Woodstock nonprofit working to raise awareness of conditions at animal shelters around the country

Published: Nov. 15, 2022 at 10:56 AM EST
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WOODSTOCK, Va. (WHSV) - Cara Achterberg of Maurertown had fostered over 200 animals and wrote a book about the topic, and was on tour for the book visiting shelters in the region when she says she found her next calling.

“I discovered what was happening in the shelters and I realized I didn’t know what was happening in our nation’s shelters, then a lot of people don’t know what’s happening in our nation’s shelters and particularly in the south so that’s mainly where we focus,” Achterberg said.

Achterberg and her team at her nonprofit, Who WILL let the dogs out? based out of Woodstock, have been to nearly 100 shelters across the country. With a focus on Virginia, West Virginia, Tennessee, Georgia, Arkansas, and Kentucky.

“Meeting ACO’s (animal control officers), directors, volunteers, and a lot of dogs,” Achterberg said.

In each of those visits, a common theme of overcrowding. Achterberg saying, things are worse than she has ever seen with many dogs being euthanized.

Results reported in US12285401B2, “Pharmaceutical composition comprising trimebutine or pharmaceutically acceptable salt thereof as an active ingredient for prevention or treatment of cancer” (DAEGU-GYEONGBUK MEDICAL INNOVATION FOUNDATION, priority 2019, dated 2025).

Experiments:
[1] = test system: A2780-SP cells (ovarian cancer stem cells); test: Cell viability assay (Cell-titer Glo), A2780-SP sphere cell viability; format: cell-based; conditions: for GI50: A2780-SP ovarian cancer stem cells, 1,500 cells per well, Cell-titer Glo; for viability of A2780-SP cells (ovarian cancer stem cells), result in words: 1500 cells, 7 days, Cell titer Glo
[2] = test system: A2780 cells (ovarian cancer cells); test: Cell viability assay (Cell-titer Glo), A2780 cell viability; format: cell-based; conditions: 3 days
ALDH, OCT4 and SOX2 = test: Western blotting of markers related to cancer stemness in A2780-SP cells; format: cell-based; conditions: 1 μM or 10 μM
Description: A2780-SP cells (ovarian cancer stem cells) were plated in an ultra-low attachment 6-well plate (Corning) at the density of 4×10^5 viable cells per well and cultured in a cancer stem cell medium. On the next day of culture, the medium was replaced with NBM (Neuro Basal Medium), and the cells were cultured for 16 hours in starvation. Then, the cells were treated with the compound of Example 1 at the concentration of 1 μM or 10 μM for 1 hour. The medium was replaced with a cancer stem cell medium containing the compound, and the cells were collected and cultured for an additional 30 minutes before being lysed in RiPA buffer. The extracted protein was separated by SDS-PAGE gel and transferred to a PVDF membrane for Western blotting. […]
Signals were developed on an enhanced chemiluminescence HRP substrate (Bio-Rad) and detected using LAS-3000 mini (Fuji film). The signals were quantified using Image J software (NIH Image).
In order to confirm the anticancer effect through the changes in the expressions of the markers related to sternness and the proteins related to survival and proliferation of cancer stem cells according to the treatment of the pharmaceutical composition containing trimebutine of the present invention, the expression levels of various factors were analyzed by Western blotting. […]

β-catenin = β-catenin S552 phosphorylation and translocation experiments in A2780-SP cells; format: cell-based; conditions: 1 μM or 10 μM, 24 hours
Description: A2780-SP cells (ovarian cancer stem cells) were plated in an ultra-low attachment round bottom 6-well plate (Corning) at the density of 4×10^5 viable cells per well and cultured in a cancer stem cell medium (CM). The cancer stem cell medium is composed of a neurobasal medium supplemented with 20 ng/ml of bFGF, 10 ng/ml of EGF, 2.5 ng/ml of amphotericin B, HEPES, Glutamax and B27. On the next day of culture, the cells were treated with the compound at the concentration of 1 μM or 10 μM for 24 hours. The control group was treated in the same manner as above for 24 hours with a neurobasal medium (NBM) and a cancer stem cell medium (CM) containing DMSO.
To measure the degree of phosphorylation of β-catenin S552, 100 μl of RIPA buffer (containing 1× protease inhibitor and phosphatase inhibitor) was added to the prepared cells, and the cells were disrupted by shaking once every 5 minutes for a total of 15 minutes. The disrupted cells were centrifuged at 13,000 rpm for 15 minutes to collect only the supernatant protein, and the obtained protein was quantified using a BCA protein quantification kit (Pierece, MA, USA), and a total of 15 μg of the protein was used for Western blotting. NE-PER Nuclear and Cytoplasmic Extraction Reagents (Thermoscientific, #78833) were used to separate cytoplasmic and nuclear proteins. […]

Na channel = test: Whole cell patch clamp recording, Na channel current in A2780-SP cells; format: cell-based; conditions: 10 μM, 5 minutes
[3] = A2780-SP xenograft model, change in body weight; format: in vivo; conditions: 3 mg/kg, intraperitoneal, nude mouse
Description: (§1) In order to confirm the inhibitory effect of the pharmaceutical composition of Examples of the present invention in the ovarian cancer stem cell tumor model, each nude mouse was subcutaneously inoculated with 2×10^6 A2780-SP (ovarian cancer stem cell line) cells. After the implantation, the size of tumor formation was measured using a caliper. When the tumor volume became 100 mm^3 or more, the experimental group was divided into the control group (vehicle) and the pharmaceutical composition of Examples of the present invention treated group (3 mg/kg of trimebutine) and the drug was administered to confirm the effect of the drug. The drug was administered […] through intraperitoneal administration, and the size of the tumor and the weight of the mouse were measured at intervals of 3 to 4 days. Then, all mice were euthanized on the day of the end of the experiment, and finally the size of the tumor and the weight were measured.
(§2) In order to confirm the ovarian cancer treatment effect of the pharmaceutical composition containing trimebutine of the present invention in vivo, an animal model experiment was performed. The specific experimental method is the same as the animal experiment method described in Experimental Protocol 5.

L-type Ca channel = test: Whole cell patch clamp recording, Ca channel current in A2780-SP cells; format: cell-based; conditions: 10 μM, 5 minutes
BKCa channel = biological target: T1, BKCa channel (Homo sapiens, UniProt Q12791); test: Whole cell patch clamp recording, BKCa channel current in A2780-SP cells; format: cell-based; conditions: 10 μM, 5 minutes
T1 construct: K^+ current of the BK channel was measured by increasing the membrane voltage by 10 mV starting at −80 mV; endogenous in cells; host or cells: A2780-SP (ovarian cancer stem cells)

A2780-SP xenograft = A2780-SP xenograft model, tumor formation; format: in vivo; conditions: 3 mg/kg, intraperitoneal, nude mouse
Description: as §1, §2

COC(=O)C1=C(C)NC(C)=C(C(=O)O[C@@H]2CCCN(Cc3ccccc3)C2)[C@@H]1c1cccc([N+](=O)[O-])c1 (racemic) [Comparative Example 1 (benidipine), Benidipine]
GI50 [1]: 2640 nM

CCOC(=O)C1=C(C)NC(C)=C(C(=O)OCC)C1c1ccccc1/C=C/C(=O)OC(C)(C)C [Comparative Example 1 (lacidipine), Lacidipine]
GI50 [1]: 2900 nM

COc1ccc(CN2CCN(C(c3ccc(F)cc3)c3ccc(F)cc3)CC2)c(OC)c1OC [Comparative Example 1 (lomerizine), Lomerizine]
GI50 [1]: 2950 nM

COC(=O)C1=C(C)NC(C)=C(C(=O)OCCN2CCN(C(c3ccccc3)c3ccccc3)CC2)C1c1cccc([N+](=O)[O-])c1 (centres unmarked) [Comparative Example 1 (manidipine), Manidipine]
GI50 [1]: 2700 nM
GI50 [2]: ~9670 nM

A contributing factor, many of the dogs who were adopted as ‘pandemic puppies’ are being brought in.

“The average age in a shelter is between 1 and 2 because teenagers are difficult. So a lot of people get to that point ith a dog where they haven’t done their homework and they don’t know the breed or they haven’t done the hard work of training and socializing dogs become very difficult at that point,” Achterberg said.

Achterberg says another contributing factor is a lack of available spay and neuter surgeries.

“Along with economics, housing crisis, veterinary shortage there’s so many reasons it’s kind of created a perfect storm,” Achterberg said.

She says one big way individuals can help out is by fostering, as her team actively works to help their 95 shelter partners with their operations.

“We help them find grant money. Many many smaller shelters don’t have the resources or the people sometimes not even the internet connection to apply for grants,” Achterberg said.

However, there is light at the end of the tunnel, Achterberg says it will be a long team effort between communities, shelters, and individuals to achieve a solution.

“I never planned to do this, I am an author and so that’s the one skill I have that I bring to this so that’s what I do I write about it. Everybody’s got something they can bring to this and we’re happy to take that skill and put it to work saving lives,” Achterberg said.